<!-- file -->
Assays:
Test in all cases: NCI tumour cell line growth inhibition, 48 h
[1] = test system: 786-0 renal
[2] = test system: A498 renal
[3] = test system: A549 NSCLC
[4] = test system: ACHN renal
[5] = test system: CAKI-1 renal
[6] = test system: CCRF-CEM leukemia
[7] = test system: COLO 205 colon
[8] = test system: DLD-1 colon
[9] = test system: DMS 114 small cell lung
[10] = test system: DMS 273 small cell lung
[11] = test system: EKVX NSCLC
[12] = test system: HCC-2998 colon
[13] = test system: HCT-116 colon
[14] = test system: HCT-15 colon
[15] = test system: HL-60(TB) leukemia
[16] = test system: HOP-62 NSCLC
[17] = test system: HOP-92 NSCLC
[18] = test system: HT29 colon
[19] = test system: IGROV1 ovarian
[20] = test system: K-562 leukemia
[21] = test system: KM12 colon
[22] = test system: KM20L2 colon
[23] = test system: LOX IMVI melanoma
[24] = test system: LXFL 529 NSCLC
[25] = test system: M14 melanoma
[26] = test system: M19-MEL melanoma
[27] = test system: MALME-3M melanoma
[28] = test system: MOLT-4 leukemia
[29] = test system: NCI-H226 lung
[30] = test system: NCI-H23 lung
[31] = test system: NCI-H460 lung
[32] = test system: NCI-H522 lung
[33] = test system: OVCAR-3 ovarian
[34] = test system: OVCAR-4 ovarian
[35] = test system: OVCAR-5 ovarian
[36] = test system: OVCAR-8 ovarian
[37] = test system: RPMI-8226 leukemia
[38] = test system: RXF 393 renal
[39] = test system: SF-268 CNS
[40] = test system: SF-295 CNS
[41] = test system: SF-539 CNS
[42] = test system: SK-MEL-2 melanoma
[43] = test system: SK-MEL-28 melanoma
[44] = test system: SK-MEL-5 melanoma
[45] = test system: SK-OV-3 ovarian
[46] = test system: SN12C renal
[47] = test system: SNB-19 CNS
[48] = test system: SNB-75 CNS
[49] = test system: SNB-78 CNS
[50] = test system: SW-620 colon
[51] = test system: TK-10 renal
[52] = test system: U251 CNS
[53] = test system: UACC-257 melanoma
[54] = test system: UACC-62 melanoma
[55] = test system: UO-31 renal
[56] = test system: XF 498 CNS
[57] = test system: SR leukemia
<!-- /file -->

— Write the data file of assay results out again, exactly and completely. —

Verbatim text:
Assays:
Test in all cases: NCI tumour cell line growth inhibition, 48 h
[1] = test system: 786-0 renal
[2] = test system: A498 renal
[3] = test system: A549 NSCLC
[4] = test system: ACHN renal
[5] = test system: CAKI-1 renal
[6] = test system: CCRF-CEM leukemia
[7] = test system: COLO 205 colon
[8] = test system: DLD-1 colon
[9] = test system: DMS 114 small cell lung
[10] = test system: DMS 273 small cell lung
[11] = test system: EKVX NSCLC
[12] = test system: HCC-2998 colon
[13] = test system: HCT-116 colon
[14] = test system: HCT-15 colon
[15] = test system: HL-60(TB) leukemia
[16] = test system: HOP-62 NSCLC
[17] = test system: HOP-92 NSCLC
[18] = test system: HT29 colon
[19] = test system: IGROV1 ovarian
[20] = test system: K-562 leukemia
[21] = test system: KM12 colon
[22] = test system: KM20L2 colon
[23] = test system: LOX IMVI melanoma
[24] = test system: LXFL 529 NSCLC
[25] = test system: M14 melanoma
[26] = test system: M19-MEL melanoma
[27] = test system: MALME-3M melanoma
[28] = test system: MOLT-4 leukemia
[29] = test system: NCI-H226 lung
[30] = test system: NCI-H23 lung
[31] = test system: NCI-H460 lung
[32] = test system: NCI-H522 lung
[33] = test system: OVCAR-3 ovarian
[34] = test system: OVCAR-4 ovarian
[35] = test system: OVCAR-5 ovarian
[36] = test system: OVCAR-8 ovarian
[37] = test system: RPMI-8226 leukemia
[38] = test system: RXF 393 renal
[39] = test system: SF-268 CNS
[40] = test system: SF-295 CNS
[41] = test system: SF-539 CNS
[42] = test system: SK-MEL-2 melanoma
[43] = test system: SK-MEL-28 melanoma
[44] = test system: SK-MEL-5 melanoma
[45] = test system: SK-OV-3 ovarian
[46] = test system: SN12C renal
[47] = test system: SNB-19 CNS
[48] = test system: SNB-75 CNS
[49] = test system: SNB-78 CNS
[50] = test system: SW-620 colon
[51] = test system: TK-10 renal
[52] = test system: U251 CNS
[53] = test system: UACC-257 melanoma
[54] = test system: UACC-62 melanoma
[55] = test system: UO-31 renal
[56] = test system: XF 498 CNS
[57] = test system: SR leukemia